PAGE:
The exemplified procedure is believed to be particularly suitable for initiating gas production from a well which had been subjected to a work-over, such as a gravel-packing or sand-consolidating operation, or any other operation which required killing the well. It is assumed that the well contains about 12,000 feet of 23/8 inch tubing string, and is completed into a gas reservoir having a temperature of about 350° F. and a pressure of about 3500 psi. The gas production is to be reinitiated by a treatment involving an injection of from about 1 or 2 tubing string volumes of liquid solution which contains or forms a nitrogen-gas-forming mixture.
A simple equation for calculating the gas pressure as a function of the volume of the solution pumped is shown below. (The derivation assumes that the spent fluid and the produced gas separate as they flow down the tubing, so that only spent liquid is pushed into the formation at the bottom of the well, and all the gas is allowed to accumulate in the top of the tubing string.) The moles of N2 generated in the well is given by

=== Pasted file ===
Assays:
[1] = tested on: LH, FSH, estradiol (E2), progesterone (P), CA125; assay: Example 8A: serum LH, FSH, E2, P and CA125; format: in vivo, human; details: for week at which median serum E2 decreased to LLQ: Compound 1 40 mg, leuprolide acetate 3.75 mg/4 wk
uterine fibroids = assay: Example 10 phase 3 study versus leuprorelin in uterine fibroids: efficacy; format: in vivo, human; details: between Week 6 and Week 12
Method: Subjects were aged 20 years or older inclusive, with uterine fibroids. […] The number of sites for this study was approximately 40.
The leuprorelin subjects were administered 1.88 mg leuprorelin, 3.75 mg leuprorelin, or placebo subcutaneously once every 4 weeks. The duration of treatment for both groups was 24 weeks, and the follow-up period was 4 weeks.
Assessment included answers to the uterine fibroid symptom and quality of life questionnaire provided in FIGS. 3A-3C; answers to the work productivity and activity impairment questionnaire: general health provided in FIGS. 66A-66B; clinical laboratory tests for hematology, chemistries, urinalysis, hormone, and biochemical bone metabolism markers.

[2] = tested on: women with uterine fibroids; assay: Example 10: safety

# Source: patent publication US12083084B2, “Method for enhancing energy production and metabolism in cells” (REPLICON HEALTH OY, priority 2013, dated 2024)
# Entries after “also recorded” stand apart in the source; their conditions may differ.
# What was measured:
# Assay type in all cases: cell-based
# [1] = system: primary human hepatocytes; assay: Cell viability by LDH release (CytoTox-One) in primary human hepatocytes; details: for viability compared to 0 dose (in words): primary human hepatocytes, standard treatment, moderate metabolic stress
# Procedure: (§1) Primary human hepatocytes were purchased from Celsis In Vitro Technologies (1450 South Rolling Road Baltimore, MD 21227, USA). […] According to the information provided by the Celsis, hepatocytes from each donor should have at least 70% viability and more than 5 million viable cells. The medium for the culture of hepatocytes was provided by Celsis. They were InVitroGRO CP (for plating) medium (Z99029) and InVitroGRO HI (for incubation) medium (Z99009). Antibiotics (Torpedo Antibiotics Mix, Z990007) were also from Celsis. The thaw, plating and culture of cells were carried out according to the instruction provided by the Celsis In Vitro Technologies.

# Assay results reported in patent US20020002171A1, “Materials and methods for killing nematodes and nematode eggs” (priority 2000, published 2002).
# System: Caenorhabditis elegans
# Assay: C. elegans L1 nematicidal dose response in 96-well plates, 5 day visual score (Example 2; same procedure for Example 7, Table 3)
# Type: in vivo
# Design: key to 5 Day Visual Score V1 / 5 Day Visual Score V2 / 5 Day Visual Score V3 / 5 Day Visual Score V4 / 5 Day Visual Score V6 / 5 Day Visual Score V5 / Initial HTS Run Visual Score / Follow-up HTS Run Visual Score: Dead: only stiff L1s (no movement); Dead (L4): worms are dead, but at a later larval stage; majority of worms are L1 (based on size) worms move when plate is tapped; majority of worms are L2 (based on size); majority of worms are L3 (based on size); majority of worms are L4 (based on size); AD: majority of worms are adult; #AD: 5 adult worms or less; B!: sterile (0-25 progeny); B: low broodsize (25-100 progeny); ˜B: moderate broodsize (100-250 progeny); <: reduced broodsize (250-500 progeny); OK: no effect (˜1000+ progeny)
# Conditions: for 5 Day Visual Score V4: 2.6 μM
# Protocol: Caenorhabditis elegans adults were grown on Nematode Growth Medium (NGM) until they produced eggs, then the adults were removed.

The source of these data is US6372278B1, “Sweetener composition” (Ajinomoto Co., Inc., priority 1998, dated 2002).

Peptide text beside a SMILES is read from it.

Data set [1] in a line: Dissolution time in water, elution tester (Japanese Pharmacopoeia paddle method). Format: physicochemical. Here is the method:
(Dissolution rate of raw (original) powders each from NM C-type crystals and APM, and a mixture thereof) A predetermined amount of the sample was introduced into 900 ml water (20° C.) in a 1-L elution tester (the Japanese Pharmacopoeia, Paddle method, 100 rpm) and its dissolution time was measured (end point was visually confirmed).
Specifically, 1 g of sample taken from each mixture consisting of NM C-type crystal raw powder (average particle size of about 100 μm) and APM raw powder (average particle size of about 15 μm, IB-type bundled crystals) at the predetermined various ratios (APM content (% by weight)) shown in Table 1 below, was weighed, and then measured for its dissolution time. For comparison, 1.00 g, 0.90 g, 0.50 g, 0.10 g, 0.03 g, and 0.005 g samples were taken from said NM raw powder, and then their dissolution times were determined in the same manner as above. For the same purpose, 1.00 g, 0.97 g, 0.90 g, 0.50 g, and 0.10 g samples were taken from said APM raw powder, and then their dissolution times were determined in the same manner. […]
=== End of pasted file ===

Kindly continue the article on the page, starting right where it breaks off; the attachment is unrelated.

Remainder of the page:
nN =Co V1 (nomenclature same as given previously) (7)
Thus (for the case when no air is initially in the tubing)
PVg =nN RT=Co V1 RT (8)
Vg =Dg (Tv)=(L-Ds)Tv (9)
L=Dg +Ds =total depth of well, ft.
Dg =ft of gas in the top of tubing
Ds =ft of spent solution or brine in tubing
Tv =volume of tubing string/ft, bbl/ft.
Substituting Vg from (9) into (8) gives
P(L-Ds)Tv =Co V1 RT (10)
Also we have
BHP=Pρg Dg +ρs Ds --bottom hole pressure in the well (11)
ρg =density gradient of gas
ρs =density gradient of spent solution, psi/ft depth
Since ρg is small, equation (11) reduces to
BHP=P+ρs Ds (12)
Ds =(BHP-P)/ρs (13)
Substituting Ds from equation (13) into (10) and rearranging gives ##EQU1## or